Oliver Coates recently adopted a kitten. He’s named it Alanis – after Morissette, of course – but not out of admiration for her musical exploits. Instead, he explains, it’s in homage to the Canadian singer’s recent and unexpected rejuvenation as an agony aunt in the Saturday Guardian. “That’s actually quite ironic,” I suggest, mischievously, to the concert cellist-turned-electronic producer as he’s being photographed. He takes the bait, and starts to point out how Morissette’s most famous song is genuinely full of ironies, and not merely ironic because, as the stand-up routine goes, it describes no ironies whatsoever.
Coates excitedly tells me of staying up late discussing the idea of irony with his friends as a result of all this, even going so far as to look up the word in the dictionary to gain objectivity (definitely, I’m informed, not an ironic act). The upshot is that Coates is certain that Alanis (the singer, not the kitten) is on firmer ground than many would believe.
He tells the story with a smile, as if to acknowledge its inherent ridiculousness, but there’s an accompanying seriousness to his voice that reveals a sweetly earnest predilection for leaving nothing in his life unexamined. It’s a habit that, over the course of the next hour or so, will play out in a series of intense, tangential and largely unprompted speeches about the contemporary classical composers Feldman and Xenakis, electronic producers Actress and Shackleton and the works of Hitchcock, Kafka, Christopher Hitchens, Eco and Beckett. Even the socio-cultural mores of music in Russia receives a brief heartfelt tribute.
In short, Coates is a serious man. His meticulousness and super-analytical approach to life has, inevitably, fuelled his music-making, too, and nowhere is it more evident than in the unusual creative process behind his second album, ‘Upstepping’: nearly every sound on the record, which owes a debt both to the garage rhythms of ’90s London pirate radio and to 20th-century classical music, originates from Coates’s cello, which he has played and then manipulated to mimic hi-hats and kick drum sounds, washes of synths and dense white noise. From one angle, the album is a demonstration of his microscopically detailed mastery of the instrument (Coates received the highest mark ever given to a graduating student from the Royal Academy of Music, and his work as a soloist is how he pays the rent), but from another it’s a rather touching act of devotion to the music for which he has an almost cosmically reverential love.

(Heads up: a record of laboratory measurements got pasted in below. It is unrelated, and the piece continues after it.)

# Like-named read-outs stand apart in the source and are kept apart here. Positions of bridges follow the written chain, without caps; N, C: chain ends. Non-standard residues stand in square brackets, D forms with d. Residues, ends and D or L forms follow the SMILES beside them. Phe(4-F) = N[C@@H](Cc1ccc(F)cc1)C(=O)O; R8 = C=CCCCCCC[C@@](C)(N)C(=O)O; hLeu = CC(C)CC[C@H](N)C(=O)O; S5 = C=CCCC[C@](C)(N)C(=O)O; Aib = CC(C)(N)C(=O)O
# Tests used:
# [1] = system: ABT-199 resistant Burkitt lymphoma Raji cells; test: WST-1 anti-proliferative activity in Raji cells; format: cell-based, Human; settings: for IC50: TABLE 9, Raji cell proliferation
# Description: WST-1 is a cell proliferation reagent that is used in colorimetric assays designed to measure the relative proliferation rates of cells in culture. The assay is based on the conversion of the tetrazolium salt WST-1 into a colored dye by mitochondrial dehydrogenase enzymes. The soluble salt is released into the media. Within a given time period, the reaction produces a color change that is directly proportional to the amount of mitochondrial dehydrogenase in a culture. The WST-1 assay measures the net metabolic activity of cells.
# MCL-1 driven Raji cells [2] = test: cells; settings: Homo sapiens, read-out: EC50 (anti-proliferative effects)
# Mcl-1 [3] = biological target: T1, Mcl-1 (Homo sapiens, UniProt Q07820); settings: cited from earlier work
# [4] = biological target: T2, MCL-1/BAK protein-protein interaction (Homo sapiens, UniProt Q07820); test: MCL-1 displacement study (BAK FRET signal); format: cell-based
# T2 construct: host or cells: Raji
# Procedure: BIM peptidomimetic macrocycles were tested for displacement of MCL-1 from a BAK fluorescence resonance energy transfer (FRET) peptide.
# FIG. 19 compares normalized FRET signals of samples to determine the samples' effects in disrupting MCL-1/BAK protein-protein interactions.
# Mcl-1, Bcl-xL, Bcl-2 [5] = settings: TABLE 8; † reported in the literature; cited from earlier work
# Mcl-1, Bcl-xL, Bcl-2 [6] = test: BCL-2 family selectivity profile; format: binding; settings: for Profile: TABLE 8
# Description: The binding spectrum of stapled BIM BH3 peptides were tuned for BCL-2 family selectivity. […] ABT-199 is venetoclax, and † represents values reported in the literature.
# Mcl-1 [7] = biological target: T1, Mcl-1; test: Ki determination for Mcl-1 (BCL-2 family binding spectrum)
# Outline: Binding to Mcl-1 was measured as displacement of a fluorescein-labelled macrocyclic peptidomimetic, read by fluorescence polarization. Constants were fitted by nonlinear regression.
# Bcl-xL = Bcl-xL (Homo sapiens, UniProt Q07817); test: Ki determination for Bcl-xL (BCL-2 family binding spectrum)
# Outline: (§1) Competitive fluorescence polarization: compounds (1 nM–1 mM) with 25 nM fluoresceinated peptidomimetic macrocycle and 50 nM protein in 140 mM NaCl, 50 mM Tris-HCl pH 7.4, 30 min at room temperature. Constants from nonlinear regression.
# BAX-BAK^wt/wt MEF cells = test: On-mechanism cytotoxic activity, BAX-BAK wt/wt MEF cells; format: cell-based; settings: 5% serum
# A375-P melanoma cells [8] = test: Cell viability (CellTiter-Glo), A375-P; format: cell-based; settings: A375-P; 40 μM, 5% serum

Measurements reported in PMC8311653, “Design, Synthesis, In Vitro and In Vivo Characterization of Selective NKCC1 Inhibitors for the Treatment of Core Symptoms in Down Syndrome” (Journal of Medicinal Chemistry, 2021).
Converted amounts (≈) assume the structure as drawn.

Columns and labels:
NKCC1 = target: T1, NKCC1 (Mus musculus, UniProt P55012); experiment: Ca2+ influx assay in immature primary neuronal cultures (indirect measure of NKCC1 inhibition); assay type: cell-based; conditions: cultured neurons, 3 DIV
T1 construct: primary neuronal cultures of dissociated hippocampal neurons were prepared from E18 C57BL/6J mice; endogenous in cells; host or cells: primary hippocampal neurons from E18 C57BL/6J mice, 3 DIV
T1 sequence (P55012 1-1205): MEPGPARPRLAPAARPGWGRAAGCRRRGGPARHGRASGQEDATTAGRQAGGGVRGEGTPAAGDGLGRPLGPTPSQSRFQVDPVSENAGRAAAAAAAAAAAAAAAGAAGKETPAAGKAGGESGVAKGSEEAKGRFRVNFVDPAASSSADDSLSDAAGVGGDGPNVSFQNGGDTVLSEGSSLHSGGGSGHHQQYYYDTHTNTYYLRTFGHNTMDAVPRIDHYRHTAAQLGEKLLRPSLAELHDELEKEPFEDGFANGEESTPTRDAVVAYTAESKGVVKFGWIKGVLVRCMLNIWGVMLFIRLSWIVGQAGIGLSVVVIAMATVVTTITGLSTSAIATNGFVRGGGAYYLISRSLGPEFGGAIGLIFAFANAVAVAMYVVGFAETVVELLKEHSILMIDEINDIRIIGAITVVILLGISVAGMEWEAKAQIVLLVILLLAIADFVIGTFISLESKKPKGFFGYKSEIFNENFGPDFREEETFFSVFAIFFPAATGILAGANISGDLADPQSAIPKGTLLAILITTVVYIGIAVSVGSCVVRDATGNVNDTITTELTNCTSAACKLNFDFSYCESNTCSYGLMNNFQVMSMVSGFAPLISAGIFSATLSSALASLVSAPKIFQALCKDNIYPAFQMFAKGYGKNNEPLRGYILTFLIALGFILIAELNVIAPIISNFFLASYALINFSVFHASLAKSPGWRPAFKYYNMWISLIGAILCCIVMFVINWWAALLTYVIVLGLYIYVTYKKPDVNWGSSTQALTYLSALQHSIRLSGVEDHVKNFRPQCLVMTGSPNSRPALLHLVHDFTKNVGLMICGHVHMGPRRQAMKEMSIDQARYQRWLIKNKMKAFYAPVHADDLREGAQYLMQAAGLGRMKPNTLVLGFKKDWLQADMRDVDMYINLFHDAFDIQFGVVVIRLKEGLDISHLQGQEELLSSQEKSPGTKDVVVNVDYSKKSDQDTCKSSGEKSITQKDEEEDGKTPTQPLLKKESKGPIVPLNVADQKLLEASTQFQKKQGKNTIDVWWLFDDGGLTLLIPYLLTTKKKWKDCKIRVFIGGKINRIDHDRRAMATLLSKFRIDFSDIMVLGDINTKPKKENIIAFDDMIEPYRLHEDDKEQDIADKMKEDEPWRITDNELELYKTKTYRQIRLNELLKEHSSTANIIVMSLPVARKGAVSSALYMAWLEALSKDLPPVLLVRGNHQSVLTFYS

Coates began playing the cello after seeing one in a neighbour’s house in Wandsworth when he was six, and by nine he knew he was going to be a musician. “There was no question,” he says, of his early determination. “My mum said, ‘oh that would be a nice life, but I imagine it would be a hard one,’ so I knew that if that was my decision, it had to be intense; I couldn’t do it half-heartedly. And I think I’ve been doing that – taking that decision just not to mess around – ever since.”
He spent his teens listening to everything from Radiohead and the Manics to Shostakovich and Prokofiev, while becoming increasingly proficient at the cello (“When they put a book in front of me and said ‘I’d like you to learn this by next week’, I found that quite easy,” he admits), but his first exposure to the dance music that has found its way onto ‘Upstepping’ was via Coates’s teenage obsession with a specific style of drum programming. “There was a time in the mid-90s where you got a particular kind of snare rush on pirate radio, and I spent my Sunday afternoons searching for them on the car radio,” he explains, painting a vivid picture of an awkward, musically prodigious teenager academically deconstructing the somewhat feral worlds of illegal urban broadcasting from the passenger seat of a parked family hatchback. “I was just obsessed – I didn’t know how they did it. I was so impressed with the amazing snare programming of the time.”
He soon developed a taste for the Warp Records stable and started messing around with drum programming software himself, creating, he says, “beats that were a bit Squarepusher-esque”, but found it difficult to get beyond what he describes as “just noodling”. The problem, he insists, lay in setting limitations: “When I was just performing, I liked that the texted, scored, prescribed stuff was all there, on the page. I got really into memorising and learning scores,” he explains. “It was nice when somebody else arbitrated the limits.”
However, now 33, and with over a decade of international performance behind him, Coates has discovered a little more confidence there. “Now, I’m the one deciding the numbers,” he says. “I am more comfortable these days being the person who sets the limits. It’s like everything I’ve done in the last ten years, every situation where there’s been an externally imposed limit, where I’ve done that phrase four times but I wanted to do it twenty times in ten different ways – I couldn’t, because I wasn’t the author. I’m much happier now with this quiet agony of counting out and designing structures of my own.”